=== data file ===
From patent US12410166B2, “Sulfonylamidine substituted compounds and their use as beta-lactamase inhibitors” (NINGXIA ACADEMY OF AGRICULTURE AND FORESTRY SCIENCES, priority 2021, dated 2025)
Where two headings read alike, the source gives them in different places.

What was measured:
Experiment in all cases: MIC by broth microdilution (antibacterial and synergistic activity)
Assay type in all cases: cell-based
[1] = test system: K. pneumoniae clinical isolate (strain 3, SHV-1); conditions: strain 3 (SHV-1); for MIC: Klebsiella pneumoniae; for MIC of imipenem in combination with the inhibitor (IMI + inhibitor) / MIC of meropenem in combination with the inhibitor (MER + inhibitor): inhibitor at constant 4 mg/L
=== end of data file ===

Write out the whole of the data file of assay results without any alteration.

From patent US12410166B2, “Sulfonylamidine substituted compounds and their use as beta-lactamase inhibitors” (NINGXIA ACADEMY OF AGRICULTURE AND FORESTRY SCIENCES, priority 2021, dated 2025)
Where two headings read alike, the source gives them in different places.

What was measured:
Experiment in all cases: MIC by broth microdilution (antibacterial and synergistic activity)
Assay type in all cases: cell-based
[1] = test system: K. pneumoniae clinical isolate (strain 3, SHV-1); conditions: strain 3 (SHV-1); for MIC: Klebsiella pneumoniae; for MIC of imipenem in combination with the inhibitor (IMI + inhibitor) / MIC of meropenem in combination with the inhibitor (MER + inhibitor): inhibitor at constant 4 mg/L